‘All hands on deck:’ Las Vegas security firm to help patrol NFL draft
This week, Protective Force International is deploying most of its 260 officers along the tourist corridor for the upcoming NFL draft.
Four years ago, a Las Vegas-based private security firm started with “a few hundred dollars and a laptop.”
This week, Protective Force International is sending most of its 260 officers along the tourist corridor for the upcoming NFL draft, which co-founder and CEO Jonathan Alvarez described as a precursor for a Formula One race coming to the Strip next year, and the 2024 Super Bowl at Allegiant Stadium.
“All hands are on deck for this,” Alvarez said.
The officers will supplement the large number of federal agents and local law enforcement officers that were tapped to work the three-day event that kicks off Thursday, Alvarez said. He likened the expected crowds to the ones seen during New Year’s Eve festivities in Las Vegas, but multiplied.
“You have 400,000 people coming in at one time for one night,” the 33-year-old said. “When it’s done, it’s done. Think of that for three days straight.”
Las Vegas is expecting record turnout to the draft, with one estimate putting attendance at up to 1 million visitors.
In the Las Vegas Valley, security officers outnumber police officers at about 10-to-1, said Alvarez, noting that his company will “force multiply (law enforcement’s) mission, and make sure every single tourist has a great time.”
Clark County officials and the Metropolitan Police Department, which patrols the Strip and downtown Las Vegas, have not shared details on what the police force will look like.
But Las Vegas police regularly tout their coordination with casino security and other private security.
Draft preparations have not been any different, Alvarez said. Conversations started last year, and preparations began ramping up in February, he said, adding that there are no known specific threats.
“A lot of our operations are already activated,” he said.
The firm’s officers will be there to help deter any possible trouble, he said. Alvarez and his K-9, “Pele,” also will be working.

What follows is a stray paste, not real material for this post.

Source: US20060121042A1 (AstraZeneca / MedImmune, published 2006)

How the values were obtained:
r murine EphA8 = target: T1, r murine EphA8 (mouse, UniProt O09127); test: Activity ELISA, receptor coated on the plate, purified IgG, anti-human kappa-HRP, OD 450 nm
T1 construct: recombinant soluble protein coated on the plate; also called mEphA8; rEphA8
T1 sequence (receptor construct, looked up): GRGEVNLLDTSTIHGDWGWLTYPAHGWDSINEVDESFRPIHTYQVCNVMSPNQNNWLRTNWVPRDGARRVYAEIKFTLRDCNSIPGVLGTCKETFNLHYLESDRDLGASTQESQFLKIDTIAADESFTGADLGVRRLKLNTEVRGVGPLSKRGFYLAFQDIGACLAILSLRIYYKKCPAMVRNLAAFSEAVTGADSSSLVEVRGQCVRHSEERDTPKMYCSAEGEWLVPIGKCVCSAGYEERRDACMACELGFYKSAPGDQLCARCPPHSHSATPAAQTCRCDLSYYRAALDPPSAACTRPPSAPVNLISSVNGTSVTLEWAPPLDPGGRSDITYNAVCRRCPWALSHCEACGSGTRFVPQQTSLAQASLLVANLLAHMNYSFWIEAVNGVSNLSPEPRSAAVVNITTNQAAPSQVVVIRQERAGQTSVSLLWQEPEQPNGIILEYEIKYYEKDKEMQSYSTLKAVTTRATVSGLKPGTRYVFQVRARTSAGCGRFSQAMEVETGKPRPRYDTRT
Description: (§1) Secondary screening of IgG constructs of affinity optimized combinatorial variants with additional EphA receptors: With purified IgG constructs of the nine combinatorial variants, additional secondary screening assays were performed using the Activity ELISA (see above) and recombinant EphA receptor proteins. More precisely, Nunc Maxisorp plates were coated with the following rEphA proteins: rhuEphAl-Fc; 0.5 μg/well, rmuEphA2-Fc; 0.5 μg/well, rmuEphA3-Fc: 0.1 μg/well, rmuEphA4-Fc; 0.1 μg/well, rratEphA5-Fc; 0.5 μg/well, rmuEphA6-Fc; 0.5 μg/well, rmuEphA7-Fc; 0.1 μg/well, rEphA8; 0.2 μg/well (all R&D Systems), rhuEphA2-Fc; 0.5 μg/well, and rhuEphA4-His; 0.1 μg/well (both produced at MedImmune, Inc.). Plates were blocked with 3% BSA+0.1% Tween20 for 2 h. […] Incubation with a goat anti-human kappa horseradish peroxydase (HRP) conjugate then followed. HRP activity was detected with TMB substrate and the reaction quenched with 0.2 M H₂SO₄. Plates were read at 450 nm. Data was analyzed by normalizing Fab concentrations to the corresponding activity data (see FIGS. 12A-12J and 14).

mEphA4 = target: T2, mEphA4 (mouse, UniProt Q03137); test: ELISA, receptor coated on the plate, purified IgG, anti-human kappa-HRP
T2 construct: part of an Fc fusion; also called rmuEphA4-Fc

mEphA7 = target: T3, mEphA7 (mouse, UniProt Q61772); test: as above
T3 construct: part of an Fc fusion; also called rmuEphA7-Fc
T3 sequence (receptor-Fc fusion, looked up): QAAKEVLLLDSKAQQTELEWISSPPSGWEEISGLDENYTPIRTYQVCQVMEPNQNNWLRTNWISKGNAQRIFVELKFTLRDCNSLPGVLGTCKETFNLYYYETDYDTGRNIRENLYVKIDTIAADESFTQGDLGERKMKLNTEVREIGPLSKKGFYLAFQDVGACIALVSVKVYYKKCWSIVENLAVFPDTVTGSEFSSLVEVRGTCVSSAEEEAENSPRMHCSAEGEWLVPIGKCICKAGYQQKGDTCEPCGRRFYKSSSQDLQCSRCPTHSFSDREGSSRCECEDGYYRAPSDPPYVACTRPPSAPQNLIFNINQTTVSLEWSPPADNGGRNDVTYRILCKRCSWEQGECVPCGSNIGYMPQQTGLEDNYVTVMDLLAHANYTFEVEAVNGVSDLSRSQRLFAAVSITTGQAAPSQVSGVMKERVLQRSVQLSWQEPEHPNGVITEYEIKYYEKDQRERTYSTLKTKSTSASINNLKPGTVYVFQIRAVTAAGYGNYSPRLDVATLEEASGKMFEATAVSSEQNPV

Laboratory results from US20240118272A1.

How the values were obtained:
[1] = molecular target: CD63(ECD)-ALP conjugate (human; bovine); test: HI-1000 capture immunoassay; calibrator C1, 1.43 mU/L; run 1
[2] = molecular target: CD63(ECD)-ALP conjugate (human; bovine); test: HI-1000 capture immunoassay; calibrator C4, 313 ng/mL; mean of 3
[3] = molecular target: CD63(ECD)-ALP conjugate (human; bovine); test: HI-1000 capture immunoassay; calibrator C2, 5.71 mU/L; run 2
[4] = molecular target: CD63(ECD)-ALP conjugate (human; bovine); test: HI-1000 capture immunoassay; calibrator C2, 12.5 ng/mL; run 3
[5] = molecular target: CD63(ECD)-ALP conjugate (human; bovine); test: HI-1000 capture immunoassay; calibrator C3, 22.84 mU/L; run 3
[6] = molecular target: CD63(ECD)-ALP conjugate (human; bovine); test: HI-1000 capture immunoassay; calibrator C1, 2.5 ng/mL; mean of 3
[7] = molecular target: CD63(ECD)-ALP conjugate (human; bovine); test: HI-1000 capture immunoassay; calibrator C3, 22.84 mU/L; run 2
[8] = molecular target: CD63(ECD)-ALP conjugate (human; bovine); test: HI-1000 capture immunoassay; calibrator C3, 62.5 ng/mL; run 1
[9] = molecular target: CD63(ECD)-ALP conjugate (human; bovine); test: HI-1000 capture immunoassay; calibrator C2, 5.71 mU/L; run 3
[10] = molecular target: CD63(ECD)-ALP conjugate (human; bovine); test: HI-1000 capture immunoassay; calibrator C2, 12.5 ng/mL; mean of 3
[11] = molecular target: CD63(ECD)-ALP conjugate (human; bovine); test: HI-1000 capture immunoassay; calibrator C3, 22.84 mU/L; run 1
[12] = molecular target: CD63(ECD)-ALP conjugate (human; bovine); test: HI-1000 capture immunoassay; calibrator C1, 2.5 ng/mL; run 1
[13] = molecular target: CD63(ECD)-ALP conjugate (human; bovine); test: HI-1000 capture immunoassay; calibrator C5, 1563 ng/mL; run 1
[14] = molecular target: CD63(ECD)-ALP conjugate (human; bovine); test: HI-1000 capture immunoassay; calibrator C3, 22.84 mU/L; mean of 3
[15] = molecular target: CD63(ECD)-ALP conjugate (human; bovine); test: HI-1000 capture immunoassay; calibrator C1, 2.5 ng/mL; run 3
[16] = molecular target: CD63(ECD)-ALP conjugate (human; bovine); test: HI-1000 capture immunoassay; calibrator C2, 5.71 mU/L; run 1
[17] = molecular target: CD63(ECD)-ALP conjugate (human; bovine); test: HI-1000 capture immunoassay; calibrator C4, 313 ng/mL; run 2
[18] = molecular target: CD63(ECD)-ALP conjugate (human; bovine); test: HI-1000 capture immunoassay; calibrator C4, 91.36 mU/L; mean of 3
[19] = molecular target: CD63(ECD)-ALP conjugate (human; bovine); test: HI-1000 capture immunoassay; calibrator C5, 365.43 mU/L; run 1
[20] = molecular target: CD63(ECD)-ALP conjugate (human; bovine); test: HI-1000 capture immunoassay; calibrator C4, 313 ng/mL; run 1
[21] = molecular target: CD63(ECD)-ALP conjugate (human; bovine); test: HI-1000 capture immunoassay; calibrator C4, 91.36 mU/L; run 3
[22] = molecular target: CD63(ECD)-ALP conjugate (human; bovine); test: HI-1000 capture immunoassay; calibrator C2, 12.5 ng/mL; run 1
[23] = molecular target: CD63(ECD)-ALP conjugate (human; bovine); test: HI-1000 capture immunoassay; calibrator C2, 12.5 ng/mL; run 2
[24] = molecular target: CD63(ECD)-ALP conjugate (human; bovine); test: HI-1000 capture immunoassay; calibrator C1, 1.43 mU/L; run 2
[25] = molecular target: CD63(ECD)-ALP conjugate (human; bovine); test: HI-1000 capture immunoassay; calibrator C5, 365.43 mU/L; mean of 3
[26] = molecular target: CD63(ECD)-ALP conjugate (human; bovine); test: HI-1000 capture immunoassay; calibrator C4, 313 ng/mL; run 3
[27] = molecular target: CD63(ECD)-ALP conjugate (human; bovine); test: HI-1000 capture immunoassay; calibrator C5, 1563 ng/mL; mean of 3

“We’re not law enforcement but officers are expected to respond, and act, and deal with situations like a professional officer,” Alvarez said.
Officers with Protective Force International, which has contracts with more than 300 local entities, actively patrol and respond like police officers, some in marked cruisers, he said.
Roughly 60 percent of the firm’s officers are armed, and all are certified in baton and pepper spray use, Alvarez said.
The firm has regular academies, and background checks are conducted on prospective security officers. They all must meet requirements to carry a gun: no felony and domestic violence convictions, or drug use, he said.
He said his firm is lobbying lawmakers to enact more stringent training for private security officers.
“I think that the community is starting to realize how important security and security officers are to the infrastructure of Southern Nevada,” said Alvarez, who has past experience as an Army combat engineer and a military police officer. “Without the safety, we don’t have any tourists, and without any tourists, we have no economy.”
He said he is eager for Las Vegas to keep hosting events similar to the draft.
“I can’t wait for all of the other giant events that are gonna be coming to Vegas,” Alvarez said.
Contact Ricardo Torres-Cortez at firstname.lastname@example.org. Follow him on Twitter @rickytwrites.